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Research Seminar: Complexity reduction in multiscale computational modelling, and CutFEM: a new generation of mesh independent finite element methods for multi-physics problems

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Speaker: Dr. Susanne Claus and Dr. Pierre Kerfriden (Cardiff University)
Event date: Tuesday, 24 October 2017, 17:00 - 18:00
Place: Room 3.350, Maison du Savoir
2, avenue de l'Université
L-4365 Esch-sur-Alzette

These two 30-minute talks are organised by the Mathematics Research Unit, in collaboration with SnT and the Luxembourg Mathematical Society.

Complexity reduction in multiscale computational modelling, with Dr. Pierre Kerfriden

In many modern engineering systems, such as micro-engineered composite structures or large-scale systems tailored for high-frequency dynamics, analysts need to predict physical phenomena over multiple scales. With ever increasing computational capabilities, high fidelity numerical simulations are increasingly considered as a reliable way to obtain such predictions. However, the numerical cost associated with high fidelity simulations over multiple scales remains tremendous for anything but academic test cases. In this presentation, I will discuss a series of recent developments at Cardiff University in the area of automatised model reduction algorithms that give analysts control over the computational cost. In this suite of algorithms, physical features that do not contribute to engineering outputs of interests are automatically identified and removed from the computational model, thereby reducing the numerical cost by several orders of magnitude. I will present examples of applications in several areas of computational engineering, namely electrostatics, linear vibrations and nonlinear fracture mechanics and explain how such approaches may help increase the performance and reliability of modern multilevel engineering systems.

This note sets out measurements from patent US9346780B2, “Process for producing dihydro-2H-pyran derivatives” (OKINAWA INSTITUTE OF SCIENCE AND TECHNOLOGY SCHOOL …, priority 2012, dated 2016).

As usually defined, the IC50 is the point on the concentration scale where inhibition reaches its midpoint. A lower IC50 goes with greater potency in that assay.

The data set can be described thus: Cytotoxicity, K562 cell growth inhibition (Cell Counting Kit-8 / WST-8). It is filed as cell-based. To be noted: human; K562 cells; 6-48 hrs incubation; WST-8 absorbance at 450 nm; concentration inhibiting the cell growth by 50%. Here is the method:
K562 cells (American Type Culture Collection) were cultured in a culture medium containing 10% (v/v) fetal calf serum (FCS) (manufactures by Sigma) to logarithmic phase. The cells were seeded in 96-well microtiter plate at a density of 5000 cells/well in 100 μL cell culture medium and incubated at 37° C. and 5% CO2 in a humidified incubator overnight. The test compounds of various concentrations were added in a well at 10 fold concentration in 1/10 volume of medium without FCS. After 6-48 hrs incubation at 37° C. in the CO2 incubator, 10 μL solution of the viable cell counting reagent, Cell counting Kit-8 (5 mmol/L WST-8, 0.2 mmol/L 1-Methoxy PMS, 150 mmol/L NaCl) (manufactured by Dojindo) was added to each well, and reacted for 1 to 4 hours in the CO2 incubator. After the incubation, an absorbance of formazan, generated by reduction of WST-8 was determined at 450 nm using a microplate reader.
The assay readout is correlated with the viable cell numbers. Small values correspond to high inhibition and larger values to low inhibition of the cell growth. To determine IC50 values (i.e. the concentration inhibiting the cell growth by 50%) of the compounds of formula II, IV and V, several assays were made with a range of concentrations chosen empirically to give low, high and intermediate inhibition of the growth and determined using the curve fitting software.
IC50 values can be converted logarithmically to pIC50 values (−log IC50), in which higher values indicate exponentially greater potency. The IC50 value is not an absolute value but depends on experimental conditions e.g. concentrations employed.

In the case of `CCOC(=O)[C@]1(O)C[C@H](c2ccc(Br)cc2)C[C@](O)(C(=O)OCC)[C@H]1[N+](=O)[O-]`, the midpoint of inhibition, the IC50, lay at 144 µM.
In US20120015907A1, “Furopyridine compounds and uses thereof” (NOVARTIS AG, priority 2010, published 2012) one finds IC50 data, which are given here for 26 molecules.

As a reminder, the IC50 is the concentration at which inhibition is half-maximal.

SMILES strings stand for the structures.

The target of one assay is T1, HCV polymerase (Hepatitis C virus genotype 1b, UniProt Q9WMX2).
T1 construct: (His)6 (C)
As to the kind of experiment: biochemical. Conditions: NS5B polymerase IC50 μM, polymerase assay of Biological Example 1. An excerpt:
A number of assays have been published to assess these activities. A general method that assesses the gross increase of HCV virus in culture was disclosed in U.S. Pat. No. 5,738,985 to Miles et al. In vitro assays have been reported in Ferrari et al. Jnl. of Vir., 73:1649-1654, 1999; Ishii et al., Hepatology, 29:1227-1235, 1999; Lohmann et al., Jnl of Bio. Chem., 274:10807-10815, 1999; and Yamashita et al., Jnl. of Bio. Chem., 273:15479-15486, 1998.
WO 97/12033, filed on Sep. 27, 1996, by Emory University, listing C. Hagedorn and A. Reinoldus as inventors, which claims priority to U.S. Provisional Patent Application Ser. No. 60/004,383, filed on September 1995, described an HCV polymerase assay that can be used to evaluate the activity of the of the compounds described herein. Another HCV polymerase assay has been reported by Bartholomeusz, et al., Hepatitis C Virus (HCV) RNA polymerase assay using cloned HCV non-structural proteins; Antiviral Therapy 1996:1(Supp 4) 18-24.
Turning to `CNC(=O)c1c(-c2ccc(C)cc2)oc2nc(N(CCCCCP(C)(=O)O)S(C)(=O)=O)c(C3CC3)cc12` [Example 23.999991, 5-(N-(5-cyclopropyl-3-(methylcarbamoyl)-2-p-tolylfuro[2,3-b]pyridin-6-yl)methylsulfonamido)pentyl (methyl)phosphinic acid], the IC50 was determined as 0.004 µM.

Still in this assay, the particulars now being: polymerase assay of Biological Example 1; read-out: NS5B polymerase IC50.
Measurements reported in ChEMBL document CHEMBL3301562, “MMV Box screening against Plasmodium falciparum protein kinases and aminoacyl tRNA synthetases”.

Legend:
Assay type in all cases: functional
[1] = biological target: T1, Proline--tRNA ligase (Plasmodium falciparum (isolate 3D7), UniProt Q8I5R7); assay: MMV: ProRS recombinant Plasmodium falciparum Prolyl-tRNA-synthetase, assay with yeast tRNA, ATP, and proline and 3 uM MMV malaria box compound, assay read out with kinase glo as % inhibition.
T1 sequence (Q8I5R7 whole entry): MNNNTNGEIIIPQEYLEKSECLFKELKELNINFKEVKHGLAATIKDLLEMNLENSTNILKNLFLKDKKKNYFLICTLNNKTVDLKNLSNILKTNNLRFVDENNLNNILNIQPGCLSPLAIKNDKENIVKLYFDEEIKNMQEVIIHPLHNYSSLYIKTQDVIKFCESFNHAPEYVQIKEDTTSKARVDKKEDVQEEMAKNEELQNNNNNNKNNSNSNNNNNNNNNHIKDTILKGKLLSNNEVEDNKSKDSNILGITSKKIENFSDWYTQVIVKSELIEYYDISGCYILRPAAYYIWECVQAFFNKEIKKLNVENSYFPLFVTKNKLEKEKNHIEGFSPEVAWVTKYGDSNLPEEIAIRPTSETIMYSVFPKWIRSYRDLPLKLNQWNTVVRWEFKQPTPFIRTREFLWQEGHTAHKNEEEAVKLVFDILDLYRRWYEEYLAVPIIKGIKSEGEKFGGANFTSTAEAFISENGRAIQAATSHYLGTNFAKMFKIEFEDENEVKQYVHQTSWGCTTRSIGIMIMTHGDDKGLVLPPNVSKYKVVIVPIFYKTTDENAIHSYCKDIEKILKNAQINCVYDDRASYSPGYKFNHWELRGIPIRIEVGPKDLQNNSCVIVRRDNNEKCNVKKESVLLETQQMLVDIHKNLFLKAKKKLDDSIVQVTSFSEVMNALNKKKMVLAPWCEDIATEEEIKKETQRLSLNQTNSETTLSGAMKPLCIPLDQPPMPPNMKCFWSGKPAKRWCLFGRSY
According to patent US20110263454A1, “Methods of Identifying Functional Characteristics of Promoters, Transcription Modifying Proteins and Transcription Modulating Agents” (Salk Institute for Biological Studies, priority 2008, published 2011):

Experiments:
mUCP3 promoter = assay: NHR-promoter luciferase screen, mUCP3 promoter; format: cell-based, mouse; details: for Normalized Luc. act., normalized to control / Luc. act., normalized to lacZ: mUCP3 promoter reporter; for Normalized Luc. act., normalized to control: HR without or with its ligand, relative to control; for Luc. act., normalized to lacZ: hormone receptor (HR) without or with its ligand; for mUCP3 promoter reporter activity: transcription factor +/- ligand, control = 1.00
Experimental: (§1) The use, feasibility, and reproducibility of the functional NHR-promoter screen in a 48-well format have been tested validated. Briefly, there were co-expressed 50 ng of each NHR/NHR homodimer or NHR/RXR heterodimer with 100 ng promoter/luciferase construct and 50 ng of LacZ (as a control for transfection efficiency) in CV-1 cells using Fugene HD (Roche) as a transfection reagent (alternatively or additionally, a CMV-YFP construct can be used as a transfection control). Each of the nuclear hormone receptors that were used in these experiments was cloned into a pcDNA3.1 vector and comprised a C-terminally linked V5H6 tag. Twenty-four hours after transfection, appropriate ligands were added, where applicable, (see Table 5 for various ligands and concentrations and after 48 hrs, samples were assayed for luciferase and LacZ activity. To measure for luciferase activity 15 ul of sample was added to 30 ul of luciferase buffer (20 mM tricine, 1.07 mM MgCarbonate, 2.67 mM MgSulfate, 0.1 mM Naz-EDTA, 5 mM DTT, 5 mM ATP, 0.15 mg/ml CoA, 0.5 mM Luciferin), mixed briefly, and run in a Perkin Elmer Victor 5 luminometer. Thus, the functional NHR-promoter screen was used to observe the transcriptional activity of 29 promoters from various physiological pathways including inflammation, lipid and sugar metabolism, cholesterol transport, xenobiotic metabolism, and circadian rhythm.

CutFEM: a new generation of mesh independent finite element methods for multi-physics problems, with Dr. Susanne Claus

Traditional finite element methods rely on the discretisation of geometries with high quality meshes. However, for very complex problems such as engineering assemblies of interacting solids or unsteady multi-phase fluid flows, the construction of these high quality meshes can be prohibitively expensive and cumbersome. In this presentation, I will introduce a new cut finite element method which avoids meshing and instead uses a functional description of geometries. Such a description allows us to embed complex geometries in fixed, regular background grids with ease. I will show how a-priori finite element analysis can be used to develop cut finite element schemes (CutFEM) that are both accurate and stable. I will then present high-performance CutFEM algorithms for a range of complex multi-material problems such as unilateral contact between solids, fluid flows and laser ablation.

Susanne Claus is a research fellow at Cardiff School of Engineering, Cardiff University, since 2015. After finishing her PhD at Cardiff School of Mathematics in the field of computational rheology, she worked as a postdoctoral research at the University of Sussex (2012) and University College London (2013-2015). Her research focuses on the development of stabilised cut finite element methods for multi-physics problems. In particular, she is developing high performance finite element solutions for moving interface problems in Newtonian/non-Newtonian fluid mechanics as well as solid mechanics.

Pierre Kerfriden is a Senior Lecturer at Cardiff University, School of Engineering. His research interests focus on advanced methods in computational mechanics, in particular high-performance computing, optimisation, error control and adaptivitiy, inverse problems and data-assimilation, multiscale modelling, composite materials, nonlinear fracture mechanics, structural vibrations. He received the Outstanding Paper Award of the Literati Network and was nominated at the Rising Star awards; two of his 19 PhD students received the Best PhD Thesis prize of the UK Association for Computational Mechanics in Engineering.